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    Gordon-Conwell Theological Seminary
    Academics Office
    130 Essex Street
    South Hamilton, MA 01982
    1 (800) 428-7329
    admrep@gcts.edu
    Hours: 8:00 a.m. - 4:30 p.m. M-F

Dr. Karen Mason

  • Associate Professor of Counseling and Psychology

First Year at Gordon-Conwell:

2006

Degrees:

  • B.A. (Wheaton College)
  • M.A. (Denver Seminary)
  • M.A., Ph.D. (University of Denver)

Publications:

  • When the Pieces Don’t Fit: Making Sense of Life’s Puzzles (Discovery House Publishers, 2008)

Expertise:

Counseling, Depression, Suicide

Biography:

Dr. Mason, who joined Gordon-Conwell in 2006, is a native of Colorado. She has worked in the mental health field since 1990 in a variety of settings including the Mental Health Center of Denver as the Director of Quality Systems and the Office of Suicide Prevention at the Colorado Department of Public Health and Environment as manager. In addition to teaching, she currently delivers direct care services at Lahey Behavioral Health in Ipswich and is a member of the American Psychological Association. She has taught at a number of schools in Colorado, as well as overseas at Murree Christian School in Pakistan and Hope Academy in Haiti. She has also delivered direct care and filled administrative positions at the Mental Health Center of Denver.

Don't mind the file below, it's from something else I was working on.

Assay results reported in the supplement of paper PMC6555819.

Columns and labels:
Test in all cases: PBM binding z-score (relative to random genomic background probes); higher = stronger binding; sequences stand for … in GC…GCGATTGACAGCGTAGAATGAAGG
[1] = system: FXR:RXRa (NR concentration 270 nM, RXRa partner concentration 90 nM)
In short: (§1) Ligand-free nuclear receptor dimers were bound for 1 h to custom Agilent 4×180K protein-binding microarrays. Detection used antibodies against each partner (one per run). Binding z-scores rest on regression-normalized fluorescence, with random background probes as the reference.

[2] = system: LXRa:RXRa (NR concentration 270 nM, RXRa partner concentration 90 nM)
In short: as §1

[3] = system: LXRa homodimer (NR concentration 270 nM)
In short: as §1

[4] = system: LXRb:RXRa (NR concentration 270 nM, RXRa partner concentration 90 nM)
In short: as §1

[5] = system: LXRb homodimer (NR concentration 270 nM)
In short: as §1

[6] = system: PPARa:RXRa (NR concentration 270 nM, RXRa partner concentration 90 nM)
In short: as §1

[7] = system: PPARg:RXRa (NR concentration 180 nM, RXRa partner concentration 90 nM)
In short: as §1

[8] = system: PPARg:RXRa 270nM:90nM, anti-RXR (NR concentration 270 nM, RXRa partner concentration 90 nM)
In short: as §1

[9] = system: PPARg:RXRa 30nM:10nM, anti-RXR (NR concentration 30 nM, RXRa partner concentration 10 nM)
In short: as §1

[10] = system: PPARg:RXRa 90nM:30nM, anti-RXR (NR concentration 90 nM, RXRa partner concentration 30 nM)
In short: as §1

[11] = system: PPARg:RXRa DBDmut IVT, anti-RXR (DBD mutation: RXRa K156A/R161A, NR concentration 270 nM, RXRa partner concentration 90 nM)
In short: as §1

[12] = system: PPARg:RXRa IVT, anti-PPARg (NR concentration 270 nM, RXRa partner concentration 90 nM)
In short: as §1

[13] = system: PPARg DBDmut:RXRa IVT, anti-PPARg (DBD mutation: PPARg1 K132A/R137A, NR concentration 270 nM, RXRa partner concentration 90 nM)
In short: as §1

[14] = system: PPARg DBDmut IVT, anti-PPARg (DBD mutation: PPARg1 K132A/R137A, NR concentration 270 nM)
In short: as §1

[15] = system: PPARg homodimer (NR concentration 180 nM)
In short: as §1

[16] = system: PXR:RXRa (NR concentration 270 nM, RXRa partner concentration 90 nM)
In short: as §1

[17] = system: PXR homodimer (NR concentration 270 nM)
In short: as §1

Dr. Mason’s research interests are focused on suicide prevention in the church. She, along with Gordon-Conwell professors Dr. Pablo Polischuk and Dr. Ray Pendleton, was recently awarded a Lilly Theological Research Grant for their project Protestant Clergy Referral of Suicidal Persons. She has recently been awarded another Lilly grant: Clergy Engagement in Suicide Intervention and Aftercare, with James D. Wines, Jr., MD, MPH, McLean Hospital/Harvard Medical School, Alcohol and Drug Abuse Research Center. If you would like to contribute your experience to this research, please click here.

Dr. Mason is an avid mountain climber. She, along with her family, has climbed Mount Kilimanjaro in Africa, Mount Fuji in Japan, 14,000 foot mountains in Colorado and Mount Washington in New Hampshire.

Resume: